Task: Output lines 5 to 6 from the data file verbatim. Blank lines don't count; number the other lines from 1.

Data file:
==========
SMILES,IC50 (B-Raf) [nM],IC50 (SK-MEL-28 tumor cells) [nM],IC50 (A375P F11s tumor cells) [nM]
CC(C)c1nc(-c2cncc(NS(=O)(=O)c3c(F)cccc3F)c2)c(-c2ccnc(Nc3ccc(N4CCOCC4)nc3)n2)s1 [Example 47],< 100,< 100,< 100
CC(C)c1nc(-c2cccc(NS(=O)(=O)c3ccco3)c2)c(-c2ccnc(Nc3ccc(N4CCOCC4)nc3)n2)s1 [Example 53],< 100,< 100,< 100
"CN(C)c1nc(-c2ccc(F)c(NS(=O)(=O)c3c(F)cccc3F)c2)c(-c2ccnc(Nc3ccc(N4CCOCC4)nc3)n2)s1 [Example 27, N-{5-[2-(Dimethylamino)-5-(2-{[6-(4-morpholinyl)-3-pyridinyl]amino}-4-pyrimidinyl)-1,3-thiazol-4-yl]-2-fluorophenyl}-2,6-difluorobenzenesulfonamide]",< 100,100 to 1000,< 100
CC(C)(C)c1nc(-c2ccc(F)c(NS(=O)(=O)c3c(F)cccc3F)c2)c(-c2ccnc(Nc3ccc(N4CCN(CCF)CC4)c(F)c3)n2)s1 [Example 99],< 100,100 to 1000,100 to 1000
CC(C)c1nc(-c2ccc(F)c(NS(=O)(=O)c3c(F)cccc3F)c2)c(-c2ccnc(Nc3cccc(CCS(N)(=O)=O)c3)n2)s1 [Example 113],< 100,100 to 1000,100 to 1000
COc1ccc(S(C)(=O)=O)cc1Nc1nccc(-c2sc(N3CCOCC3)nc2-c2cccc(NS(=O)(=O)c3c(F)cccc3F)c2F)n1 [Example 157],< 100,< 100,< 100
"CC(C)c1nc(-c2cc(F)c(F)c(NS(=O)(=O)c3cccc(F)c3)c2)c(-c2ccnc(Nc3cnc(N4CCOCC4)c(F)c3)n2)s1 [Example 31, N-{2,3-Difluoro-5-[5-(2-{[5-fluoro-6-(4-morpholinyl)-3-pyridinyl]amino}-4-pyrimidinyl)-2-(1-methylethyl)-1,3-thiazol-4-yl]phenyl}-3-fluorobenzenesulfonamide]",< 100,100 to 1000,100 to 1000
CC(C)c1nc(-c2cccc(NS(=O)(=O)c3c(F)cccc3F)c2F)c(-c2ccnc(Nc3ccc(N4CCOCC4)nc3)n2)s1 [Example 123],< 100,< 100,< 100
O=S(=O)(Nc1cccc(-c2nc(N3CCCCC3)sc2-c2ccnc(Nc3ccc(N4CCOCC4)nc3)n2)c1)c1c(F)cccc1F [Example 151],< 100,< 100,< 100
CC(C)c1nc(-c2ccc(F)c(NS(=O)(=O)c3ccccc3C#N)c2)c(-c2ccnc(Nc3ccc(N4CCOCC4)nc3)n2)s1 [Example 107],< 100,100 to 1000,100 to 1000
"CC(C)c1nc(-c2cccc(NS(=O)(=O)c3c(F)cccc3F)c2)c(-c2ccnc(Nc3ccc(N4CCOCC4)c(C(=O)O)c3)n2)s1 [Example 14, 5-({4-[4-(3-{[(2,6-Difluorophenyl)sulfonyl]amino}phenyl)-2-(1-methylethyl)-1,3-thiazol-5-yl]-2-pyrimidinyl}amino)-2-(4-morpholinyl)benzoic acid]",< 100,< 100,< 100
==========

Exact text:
CC(C)(C)c1nc(-c2ccc(F)c(NS(=O)(=O)c3c(F)cccc3F)c2)c(-c2ccnc(Nc3ccc(N4CCN(CCF)CC4)c(F)c3)n2)s1 [Example 99],< 100,100 to 1000,100 to 1000
CC(C)c1nc(-c2ccc(F)c(NS(=O)(=O)c3c(F)cccc3F)c2)c(-c2ccnc(Nc3cccc(CCS(N)(=O)=O)c3)n2)s1 [Example 113],< 100,100 to 1000,100 to 1000